Comprehensive estate planning is going to involve attending to multiple details. Obviously you have to direct future transfers of financial assets, and you may also want to take care of funeral arrangements in advance.
However, you should consider the before as well as the after. In many cases people do not pass away suddenly without experiencing any type of significant decline beforehand.
This is true of elders of course, but even younger people can sometimes become incapacitated and unable to communicate.
Medical science is capable of some advanced techniques that can keep people alive for significant periods of time even after they are in a vegetative state and have no hope of recovery.
Different people have different ideas about how to proceed should this type of situation arise. As we saw with the Terri Schiavo case a number of years ago family members can disagree about the correct course of action.
The way that you can legally assert your wishes to squash any possible acrimony among loved ones while making sure that your own preferences hold sway would be to execute a living will. With this document you state your wishes regarding medical procedures that you would be willing to accept or deny.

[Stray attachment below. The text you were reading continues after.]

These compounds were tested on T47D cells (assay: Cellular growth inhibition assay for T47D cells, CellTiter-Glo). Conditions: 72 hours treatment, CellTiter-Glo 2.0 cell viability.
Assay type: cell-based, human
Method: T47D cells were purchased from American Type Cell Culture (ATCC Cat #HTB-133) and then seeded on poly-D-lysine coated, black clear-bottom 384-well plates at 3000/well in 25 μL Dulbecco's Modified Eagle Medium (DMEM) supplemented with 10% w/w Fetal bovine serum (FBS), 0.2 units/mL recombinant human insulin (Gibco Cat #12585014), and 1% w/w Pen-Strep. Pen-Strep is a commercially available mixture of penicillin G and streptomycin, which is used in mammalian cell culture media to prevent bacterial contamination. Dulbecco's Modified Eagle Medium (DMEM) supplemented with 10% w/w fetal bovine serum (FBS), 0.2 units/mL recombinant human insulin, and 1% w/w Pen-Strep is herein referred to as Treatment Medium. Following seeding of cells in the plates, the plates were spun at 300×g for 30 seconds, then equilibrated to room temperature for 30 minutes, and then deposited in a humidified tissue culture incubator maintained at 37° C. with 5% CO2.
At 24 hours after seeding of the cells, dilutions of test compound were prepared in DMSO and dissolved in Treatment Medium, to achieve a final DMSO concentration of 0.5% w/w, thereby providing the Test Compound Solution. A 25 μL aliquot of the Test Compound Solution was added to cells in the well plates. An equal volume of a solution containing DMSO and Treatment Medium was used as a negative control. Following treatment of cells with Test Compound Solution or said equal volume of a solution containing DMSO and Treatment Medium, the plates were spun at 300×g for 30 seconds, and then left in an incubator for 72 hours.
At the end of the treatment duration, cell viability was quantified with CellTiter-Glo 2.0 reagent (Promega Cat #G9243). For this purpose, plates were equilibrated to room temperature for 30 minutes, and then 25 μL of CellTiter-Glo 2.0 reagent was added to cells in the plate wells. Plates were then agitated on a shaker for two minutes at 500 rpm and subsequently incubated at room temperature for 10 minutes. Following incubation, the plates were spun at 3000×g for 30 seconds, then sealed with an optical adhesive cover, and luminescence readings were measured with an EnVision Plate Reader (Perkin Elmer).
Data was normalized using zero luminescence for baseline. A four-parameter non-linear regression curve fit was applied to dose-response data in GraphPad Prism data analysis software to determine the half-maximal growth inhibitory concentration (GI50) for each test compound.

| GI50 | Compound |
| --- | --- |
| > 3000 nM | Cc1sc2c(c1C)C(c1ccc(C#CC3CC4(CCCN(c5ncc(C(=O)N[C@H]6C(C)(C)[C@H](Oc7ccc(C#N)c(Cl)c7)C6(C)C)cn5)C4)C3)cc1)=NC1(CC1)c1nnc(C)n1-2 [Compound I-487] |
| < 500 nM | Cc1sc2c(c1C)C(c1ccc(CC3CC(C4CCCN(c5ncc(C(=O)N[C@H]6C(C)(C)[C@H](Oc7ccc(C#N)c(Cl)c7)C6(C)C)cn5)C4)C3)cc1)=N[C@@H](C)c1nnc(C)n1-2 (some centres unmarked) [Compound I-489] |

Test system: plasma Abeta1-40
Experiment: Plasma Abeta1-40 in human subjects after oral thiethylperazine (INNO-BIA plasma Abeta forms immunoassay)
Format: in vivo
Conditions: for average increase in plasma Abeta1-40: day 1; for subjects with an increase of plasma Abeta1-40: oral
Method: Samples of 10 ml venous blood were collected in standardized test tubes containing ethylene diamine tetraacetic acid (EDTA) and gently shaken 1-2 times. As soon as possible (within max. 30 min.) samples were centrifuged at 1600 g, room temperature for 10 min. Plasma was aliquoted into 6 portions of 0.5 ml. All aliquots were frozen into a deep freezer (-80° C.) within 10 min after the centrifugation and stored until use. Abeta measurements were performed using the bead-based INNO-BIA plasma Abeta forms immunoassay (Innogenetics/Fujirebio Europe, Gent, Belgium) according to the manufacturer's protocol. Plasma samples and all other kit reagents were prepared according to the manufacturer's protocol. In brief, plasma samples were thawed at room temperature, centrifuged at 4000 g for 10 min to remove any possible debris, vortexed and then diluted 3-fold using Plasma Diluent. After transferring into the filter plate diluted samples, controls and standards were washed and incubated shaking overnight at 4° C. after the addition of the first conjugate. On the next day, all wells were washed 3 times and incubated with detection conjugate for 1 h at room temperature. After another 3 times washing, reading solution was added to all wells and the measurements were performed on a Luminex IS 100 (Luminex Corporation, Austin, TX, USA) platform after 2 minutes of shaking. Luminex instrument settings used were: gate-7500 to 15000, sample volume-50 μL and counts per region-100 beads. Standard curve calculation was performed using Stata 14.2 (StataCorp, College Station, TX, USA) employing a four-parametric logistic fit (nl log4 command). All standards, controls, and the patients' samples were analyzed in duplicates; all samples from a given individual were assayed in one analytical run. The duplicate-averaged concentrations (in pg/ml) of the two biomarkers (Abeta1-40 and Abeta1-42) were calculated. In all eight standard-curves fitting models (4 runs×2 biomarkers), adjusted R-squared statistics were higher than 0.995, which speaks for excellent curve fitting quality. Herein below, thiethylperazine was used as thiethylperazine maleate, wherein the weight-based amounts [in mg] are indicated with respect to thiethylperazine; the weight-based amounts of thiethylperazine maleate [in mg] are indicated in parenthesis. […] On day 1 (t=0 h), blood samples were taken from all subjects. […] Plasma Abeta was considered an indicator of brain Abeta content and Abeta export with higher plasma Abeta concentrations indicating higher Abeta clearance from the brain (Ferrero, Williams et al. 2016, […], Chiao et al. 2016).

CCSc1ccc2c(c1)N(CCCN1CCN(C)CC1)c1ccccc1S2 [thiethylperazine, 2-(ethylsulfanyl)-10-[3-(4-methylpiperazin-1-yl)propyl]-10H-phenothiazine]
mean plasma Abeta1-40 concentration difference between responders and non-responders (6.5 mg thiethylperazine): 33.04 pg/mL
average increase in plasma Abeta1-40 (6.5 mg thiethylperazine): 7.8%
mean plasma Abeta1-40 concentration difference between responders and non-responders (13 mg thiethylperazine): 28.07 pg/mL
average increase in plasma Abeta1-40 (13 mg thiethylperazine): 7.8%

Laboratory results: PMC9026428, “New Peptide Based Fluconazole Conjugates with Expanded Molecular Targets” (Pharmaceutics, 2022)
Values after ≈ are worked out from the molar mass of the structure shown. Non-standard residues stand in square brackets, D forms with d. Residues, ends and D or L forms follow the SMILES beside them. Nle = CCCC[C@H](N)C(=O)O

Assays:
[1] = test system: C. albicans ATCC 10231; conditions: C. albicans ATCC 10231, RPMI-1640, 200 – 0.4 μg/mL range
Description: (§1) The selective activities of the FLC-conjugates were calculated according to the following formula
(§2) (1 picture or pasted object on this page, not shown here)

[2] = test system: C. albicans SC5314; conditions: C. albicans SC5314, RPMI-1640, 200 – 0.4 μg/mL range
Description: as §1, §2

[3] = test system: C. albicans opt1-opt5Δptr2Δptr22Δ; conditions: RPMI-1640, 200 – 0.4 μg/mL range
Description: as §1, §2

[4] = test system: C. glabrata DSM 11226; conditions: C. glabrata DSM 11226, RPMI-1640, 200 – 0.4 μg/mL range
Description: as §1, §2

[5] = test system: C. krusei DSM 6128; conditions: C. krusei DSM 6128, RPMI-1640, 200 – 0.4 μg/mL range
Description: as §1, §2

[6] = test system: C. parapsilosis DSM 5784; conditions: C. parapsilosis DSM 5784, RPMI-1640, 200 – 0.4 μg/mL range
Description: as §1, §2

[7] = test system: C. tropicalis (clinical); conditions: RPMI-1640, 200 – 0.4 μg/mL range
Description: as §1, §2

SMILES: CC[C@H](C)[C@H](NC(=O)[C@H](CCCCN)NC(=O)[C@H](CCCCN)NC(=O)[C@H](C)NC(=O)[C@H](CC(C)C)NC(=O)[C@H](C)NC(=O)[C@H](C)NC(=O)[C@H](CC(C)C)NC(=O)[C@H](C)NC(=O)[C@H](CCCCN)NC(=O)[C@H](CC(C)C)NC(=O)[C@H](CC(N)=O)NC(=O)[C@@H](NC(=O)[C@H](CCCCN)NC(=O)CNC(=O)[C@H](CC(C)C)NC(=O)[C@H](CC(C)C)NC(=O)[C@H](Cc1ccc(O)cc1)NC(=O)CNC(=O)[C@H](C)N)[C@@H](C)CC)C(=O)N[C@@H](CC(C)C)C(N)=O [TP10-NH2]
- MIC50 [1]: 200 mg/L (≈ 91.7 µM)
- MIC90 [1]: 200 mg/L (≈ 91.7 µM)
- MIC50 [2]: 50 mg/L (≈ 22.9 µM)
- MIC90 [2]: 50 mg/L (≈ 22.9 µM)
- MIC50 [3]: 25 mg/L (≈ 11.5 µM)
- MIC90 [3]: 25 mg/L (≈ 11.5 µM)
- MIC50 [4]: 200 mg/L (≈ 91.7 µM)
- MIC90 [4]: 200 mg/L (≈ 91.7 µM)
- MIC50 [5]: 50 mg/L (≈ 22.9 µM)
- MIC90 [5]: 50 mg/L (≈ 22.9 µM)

It is also advisable to include a durable medical power of attorney. Once this directive is in place your attorney-in-the fact would be empowered to make health care decisions in your behalf should you be unable to make them on your own.
Advance health care directives should be included in any comprehensive estate plan and these important legal instruments can be easily executed with the assistance of a licensed Indianapolis estate planning lawyer.
Mr. Kraft assists clients primarily in the areas of estate planning and administration, Medicaid planning, federal and state taxation, real estate and corporate law, bringing the added perspective of an accounting background to his work.
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